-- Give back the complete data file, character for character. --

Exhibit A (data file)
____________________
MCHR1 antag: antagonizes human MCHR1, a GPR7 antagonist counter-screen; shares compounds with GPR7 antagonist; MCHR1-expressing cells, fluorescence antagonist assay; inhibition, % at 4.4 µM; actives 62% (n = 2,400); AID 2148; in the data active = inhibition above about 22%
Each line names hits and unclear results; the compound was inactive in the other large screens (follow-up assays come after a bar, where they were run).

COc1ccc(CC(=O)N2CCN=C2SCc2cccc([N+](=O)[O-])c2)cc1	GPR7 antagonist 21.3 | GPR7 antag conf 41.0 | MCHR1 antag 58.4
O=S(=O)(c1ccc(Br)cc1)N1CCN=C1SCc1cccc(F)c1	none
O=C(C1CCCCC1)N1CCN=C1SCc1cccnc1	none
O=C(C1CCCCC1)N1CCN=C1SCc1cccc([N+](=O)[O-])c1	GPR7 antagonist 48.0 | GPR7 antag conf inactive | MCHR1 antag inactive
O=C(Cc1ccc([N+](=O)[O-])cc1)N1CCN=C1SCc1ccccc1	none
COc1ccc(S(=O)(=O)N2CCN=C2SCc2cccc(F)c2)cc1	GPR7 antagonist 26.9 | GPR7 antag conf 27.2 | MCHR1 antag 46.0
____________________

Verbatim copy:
MCHR1 antag: antagonizes human MCHR1, a GPR7 antagonist counter-screen; shares compounds with GPR7 antagonist; MCHR1-expressing cells, fluorescence antagonist assay; inhibition, % at 4.4 µM; actives 62% (n = 2,400); AID 2148; in the data active = inhibition above about 22%
Each line names hits and unclear results; the compound was inactive in the other large screens (follow-up assays come after a bar, where they were run).

COc1ccc(CC(=O)N2CCN=C2SCc2cccc([N+](=O)[O-])c2)cc1	GPR7 antagonist 21.3 | GPR7 antag conf 41.0 | MCHR1 antag 58.4
O=S(=O)(c1ccc(Br)cc1)N1CCN=C1SCc1cccc(F)c1	none
O=C(C1CCCCC1)N1CCN=C1SCc1cccnc1	none
O=C(C1CCCCC1)N1CCN=C1SCc1cccc([N+](=O)[O-])c1	GPR7 antagonist 48.0 | GPR7 antag conf inactive | MCHR1 antag inactive
O=C(Cc1ccc([N+](=O)[O-])cc1)N1CCN=C1SCc1ccccc1	none
COc1ccc(S(=O)(=O)N2CCN=C2SCc2cccc(F)c2)cc1	GPR7 antagonist 26.9 | GPR7 antag conf 27.2 | MCHR1 antag 46.0